On top of that, due to the option of putting the rate for the work of an engine under different load into the “Engine hours” table, it is easy to add the “Consumed by rate” column with a view to “rate*time” regardless the movement.
Previously, to do that you created:
… and then made a “Consumed by instant fuel consumption sensor” column and renamed it into “Consumed by rates”, i.e. how much fuel was spent for these seconds between the messages. See how much of extra work you don’t do now?
All these allowed to considerably reduce the number of custom sensors and therefore to spend less time on configuring and to reduce the error probability.
So, having used new options we got:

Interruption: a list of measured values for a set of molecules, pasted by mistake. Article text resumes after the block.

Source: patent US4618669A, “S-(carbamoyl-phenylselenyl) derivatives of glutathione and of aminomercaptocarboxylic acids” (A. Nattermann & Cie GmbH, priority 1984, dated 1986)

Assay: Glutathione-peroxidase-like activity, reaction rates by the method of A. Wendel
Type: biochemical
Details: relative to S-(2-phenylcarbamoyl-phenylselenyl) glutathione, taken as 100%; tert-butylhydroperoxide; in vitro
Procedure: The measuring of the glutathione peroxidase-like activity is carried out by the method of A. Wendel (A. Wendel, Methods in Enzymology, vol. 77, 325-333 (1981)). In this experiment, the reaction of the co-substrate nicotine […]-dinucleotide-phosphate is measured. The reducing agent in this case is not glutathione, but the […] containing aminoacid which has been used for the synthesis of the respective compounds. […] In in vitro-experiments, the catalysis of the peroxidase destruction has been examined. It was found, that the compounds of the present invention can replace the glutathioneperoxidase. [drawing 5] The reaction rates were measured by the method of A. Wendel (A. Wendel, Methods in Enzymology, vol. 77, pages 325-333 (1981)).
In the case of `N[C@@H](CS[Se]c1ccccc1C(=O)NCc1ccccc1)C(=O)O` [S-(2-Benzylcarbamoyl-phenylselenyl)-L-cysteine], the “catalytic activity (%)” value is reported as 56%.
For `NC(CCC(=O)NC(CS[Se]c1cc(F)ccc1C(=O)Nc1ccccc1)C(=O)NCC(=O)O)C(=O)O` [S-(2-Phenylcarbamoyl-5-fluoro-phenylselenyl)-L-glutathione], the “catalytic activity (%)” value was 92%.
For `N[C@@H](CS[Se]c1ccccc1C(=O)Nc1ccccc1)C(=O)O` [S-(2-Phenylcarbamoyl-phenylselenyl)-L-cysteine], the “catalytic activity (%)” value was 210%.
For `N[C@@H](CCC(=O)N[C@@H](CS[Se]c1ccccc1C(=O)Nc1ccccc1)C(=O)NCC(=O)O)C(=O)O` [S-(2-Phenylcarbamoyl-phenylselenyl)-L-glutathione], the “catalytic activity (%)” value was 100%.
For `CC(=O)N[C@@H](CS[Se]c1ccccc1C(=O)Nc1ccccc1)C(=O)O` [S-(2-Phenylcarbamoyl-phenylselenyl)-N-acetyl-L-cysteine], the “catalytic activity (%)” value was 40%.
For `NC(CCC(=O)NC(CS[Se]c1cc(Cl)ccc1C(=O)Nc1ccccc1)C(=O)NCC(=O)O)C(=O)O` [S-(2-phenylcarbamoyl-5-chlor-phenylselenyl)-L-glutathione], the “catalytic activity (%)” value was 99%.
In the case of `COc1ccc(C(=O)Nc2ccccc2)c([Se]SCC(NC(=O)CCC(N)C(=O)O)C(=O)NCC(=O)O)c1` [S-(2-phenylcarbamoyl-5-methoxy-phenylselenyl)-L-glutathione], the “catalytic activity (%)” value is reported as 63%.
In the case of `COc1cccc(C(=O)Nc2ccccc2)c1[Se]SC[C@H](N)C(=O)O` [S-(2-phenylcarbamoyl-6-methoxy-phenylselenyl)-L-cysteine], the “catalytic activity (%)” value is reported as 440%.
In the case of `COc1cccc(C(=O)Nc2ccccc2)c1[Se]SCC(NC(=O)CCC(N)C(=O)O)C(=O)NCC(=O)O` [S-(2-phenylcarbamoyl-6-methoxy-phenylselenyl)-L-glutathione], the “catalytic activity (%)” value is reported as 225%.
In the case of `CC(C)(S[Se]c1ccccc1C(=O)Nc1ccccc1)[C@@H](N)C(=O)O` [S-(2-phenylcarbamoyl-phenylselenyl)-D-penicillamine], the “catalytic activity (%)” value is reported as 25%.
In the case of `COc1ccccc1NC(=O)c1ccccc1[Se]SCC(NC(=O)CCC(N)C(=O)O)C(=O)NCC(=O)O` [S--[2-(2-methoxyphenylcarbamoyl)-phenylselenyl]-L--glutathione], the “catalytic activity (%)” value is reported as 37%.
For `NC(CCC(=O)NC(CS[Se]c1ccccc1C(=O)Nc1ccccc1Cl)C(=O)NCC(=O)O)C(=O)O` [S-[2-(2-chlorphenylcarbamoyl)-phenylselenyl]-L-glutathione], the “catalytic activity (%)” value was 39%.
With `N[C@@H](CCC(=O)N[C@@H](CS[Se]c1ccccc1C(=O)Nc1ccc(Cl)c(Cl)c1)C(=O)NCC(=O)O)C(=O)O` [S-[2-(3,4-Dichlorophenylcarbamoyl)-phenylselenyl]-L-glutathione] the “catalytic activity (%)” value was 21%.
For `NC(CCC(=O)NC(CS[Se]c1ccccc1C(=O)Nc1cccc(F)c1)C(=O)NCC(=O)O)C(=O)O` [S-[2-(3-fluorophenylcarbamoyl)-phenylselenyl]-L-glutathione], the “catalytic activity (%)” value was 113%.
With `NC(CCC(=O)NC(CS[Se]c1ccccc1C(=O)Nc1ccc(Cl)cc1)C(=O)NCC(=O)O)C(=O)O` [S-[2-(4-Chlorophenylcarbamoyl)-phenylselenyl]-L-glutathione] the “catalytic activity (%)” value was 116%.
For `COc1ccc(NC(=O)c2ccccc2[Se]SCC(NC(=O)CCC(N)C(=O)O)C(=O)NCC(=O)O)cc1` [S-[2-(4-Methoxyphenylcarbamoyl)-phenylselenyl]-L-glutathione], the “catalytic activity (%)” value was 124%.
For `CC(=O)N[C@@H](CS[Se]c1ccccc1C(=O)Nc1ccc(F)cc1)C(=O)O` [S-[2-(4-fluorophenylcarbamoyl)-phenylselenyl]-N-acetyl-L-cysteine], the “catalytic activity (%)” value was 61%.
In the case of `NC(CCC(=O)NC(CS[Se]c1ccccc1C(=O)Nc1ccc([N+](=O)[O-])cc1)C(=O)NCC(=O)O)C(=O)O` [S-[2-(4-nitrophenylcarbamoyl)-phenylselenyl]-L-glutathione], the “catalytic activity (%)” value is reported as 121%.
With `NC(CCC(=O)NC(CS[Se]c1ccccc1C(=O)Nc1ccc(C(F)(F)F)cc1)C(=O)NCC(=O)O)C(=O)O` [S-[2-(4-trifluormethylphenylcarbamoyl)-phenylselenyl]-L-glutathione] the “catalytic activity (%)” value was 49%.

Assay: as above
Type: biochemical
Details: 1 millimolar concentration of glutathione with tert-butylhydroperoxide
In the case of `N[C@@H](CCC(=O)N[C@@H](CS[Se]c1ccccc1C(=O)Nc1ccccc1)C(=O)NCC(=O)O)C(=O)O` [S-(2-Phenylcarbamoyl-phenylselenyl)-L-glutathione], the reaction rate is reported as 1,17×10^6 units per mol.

Therefore, we are not always wrong when replacing an old handy and popular function with a new one. For the first 6 months of a new calculation method usage, it proved to be 100% efficient. And it was confirmed by both integrators and their clients.
Our module allows to:
According to Gurtam partners, Wialon usage helps to save up to 15% of fuel and to reduce thefts by 90%. The system introduction pays off in 3-4 months. Such monitoring has proven to discipline drivers and to effectively plan the motor park work. Gurtam own calculation algorithm, the possibility to get full analytics, using video to prevent fuel theft make Wialon a head higher than similar programs.
We appreciate your contribution to Wialon development and thank you for your support. Together we will make Wialon even better. Share your experience with us at firstname.lastname@example.org so that we could publish it on our blog.